Rev. the Hon. W. E. Bowen.

Verse 12


‘And to the angel of the Church in Pergamos write.’

Revelation 2:12

The Church in Pergamos, with its constancy and self-devotion, and yet with the canker of grave moral and doctrinal evil, is surely typical of all communities, whether religious or civil, which are to a great extent in a sound and healthy condition, but are weakened and degraded by some deep-seated disease.

I. Take our modern English civilisation as a whole.—There is so much in it that is deserving of respect and admiration. But side by side with them are features to which none of us can shut our eyes, and which are of a very different character. As long as this side of our modern civilisation continues to be so dark and awful, can we really say that things are well with us, and that we have as a nation no reason to fear the Divine verdict? Is there not a very real and grim possibility of our fatally deceiving ourselves as to our standing as a people in the sight of Him ‘from Whom no secrets are hid’? Has the Judge before Whom ‘all the nations shall be gathered’ no cause for indignation—indignation stern and fierce—when such evils and shames are left by us to go on with no adequate effort to check them? These epistles, and not least this particular epistle to the Church in Pergamos, show us clearly that great virtues are not necessarily accepted by God as a set-off against gross sins. ‘I will make war against them with the sword of My mouth’ is ever his warning to those communities in which are found crying moral scandals; and in that ‘war’ all who have tolerated them must surely be to some extent fellow-sufferers with those who have actually committed them. ‘I will make war against them.’ The words ought to rouse us to strive with all our might against our sins and vices as a people, to stir us to clear out the various plague-spots in our cities or neighbourhoods, to eradicate the foul weeds which defile our national garden. We may not, we dare not, we cannot, let these things go on. We must make unceasing war upon them. We must make war upon them or God will make war upon us. ‘The wrath of God is revealed from heaven’—writes the Apostle to the Gentiles—‘against all ungodliness and unrighteousness of men who hold down the truth in unrighteousness.’ Woe indeed to us if it be revealed against us.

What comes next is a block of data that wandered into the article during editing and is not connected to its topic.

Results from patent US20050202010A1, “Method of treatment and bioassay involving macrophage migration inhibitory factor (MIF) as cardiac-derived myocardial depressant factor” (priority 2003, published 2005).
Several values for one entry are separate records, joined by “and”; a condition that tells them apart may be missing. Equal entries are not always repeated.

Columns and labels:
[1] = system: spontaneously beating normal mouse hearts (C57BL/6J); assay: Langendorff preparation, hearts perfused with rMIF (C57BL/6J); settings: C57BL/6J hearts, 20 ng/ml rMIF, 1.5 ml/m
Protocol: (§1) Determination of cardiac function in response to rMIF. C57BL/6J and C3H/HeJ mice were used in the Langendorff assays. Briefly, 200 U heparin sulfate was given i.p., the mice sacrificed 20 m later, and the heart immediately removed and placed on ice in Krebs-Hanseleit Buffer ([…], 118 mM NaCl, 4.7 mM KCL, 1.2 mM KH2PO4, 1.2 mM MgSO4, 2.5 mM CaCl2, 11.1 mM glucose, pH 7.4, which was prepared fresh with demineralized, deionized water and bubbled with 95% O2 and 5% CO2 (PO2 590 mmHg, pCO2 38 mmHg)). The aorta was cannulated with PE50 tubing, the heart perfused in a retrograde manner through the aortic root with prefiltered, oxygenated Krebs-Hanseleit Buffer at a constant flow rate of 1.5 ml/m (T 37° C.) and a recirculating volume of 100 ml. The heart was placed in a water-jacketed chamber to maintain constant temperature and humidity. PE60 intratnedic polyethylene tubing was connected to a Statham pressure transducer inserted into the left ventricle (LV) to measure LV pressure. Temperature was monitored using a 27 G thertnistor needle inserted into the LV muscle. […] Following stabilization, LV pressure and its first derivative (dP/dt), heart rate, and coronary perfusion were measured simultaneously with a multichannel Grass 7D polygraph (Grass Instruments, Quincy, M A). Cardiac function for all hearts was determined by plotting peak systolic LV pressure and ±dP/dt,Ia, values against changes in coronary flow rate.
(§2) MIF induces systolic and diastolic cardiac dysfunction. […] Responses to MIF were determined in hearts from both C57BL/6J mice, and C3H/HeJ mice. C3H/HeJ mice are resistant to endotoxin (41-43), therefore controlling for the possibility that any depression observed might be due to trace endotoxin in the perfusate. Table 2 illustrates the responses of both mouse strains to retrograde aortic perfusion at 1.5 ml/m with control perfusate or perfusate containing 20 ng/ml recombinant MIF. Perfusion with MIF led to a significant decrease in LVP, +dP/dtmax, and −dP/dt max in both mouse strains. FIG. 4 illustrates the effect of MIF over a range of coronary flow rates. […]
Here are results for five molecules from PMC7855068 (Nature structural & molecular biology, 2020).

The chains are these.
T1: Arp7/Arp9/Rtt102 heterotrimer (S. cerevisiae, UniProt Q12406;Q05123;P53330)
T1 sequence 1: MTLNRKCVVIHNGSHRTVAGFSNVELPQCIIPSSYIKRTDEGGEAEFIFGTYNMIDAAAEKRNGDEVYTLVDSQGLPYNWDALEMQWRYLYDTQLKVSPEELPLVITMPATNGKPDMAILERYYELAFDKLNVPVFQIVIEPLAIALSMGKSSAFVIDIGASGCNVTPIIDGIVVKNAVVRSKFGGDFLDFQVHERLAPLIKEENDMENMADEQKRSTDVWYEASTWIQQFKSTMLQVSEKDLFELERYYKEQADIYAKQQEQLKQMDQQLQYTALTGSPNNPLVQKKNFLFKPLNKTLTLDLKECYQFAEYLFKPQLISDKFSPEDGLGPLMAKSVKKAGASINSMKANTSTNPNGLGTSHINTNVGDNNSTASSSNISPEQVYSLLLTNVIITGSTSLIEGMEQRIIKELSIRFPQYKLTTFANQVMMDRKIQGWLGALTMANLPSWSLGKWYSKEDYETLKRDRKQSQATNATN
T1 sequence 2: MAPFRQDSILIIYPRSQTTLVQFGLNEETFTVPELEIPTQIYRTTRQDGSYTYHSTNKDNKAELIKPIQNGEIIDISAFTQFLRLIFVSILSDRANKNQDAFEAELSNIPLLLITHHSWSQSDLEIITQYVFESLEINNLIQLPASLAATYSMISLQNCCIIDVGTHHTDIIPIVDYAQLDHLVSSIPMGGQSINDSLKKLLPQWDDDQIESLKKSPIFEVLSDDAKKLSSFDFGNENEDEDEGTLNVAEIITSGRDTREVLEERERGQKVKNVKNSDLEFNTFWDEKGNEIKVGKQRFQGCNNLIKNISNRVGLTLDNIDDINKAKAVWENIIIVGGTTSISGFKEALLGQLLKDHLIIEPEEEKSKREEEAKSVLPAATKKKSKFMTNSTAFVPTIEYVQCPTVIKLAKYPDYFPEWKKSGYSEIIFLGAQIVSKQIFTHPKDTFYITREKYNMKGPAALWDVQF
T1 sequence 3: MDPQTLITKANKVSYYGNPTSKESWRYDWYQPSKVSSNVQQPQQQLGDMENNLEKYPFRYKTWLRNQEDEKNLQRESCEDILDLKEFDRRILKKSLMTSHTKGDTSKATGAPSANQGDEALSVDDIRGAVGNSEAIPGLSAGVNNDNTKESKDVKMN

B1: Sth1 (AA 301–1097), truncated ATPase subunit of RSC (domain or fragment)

II. Has not the Church in Pergamos also its counterpart in individual life?—Are not these Nicolaitans, these propagators of the iniquity of Balaam, these who taught evil and tempted into open sin, representative of the dark blots to be found in characters which are otherwise clean and pure? There are such blots—not the infirmities and frailties of the saint, but shameful illustrations of guilt—in the natures of only too many of us. ‘I have a few things against thee’ was the warning to the angel of the Pergamene Church; but those ‘few things’ were provocative of the Divine vengeance. May it not be no with ourselves, with our own souls?

III. ‘To him that overcometh.’—Yes, upon him that is victor over his sins and temptations, ‘the Giver of all good things’ bestows rewards beyond all thought. ‘Eye hath not seen, nor ear heard’ the wondrous gifts which await those who are ‘more than conquerors’ through the strength of Him Who died and rose again.

—Rev. the Hon. W. E. Bowen.

Verse 17


‘I … will give him a … new name written, which no man knoweth saving he that receiveth it.’

Revelation 2:17

Rightly to understand this passage, we may with advantage go back to the beginnings of the Jewish race. ‘Thou shalt no more be called Jacob, but Israel’ (not Supplanter, but Striver with God), said the mysterious Personage with whom Jacob had wrestled, openly and manfully, perhaps for the first time in his life. The blessing he won was the blessing of the text.